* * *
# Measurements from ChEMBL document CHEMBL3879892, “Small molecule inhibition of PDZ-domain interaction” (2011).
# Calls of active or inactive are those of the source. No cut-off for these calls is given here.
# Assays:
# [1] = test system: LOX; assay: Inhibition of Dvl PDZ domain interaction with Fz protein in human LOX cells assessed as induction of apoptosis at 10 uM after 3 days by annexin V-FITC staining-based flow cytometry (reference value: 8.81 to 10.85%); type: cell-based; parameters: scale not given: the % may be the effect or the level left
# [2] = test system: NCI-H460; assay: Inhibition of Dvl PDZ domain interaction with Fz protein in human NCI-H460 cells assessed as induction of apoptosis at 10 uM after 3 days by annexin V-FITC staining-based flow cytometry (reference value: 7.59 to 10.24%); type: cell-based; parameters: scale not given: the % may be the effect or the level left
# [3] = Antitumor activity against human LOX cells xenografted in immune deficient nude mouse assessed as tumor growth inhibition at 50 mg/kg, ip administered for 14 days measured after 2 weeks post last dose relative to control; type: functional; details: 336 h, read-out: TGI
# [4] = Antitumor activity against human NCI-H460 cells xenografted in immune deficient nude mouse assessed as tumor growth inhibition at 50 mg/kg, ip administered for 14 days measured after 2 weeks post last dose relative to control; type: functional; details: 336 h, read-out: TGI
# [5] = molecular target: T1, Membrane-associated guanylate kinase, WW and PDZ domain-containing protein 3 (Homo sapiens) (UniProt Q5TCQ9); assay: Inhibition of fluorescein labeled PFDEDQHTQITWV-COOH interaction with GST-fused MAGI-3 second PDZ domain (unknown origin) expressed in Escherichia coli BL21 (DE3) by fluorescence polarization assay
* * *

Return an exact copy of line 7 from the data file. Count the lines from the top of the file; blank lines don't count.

# [4] = Antitumor activity against human NCI-H460 cells xenografted in immune deficient nude mouse assessed as tumor growth inhibition at 50 mg/kg, ip administered for 14 days measured after 2 weeks post last dose relative to control; type: functional; details: 336 h, read-out: TGI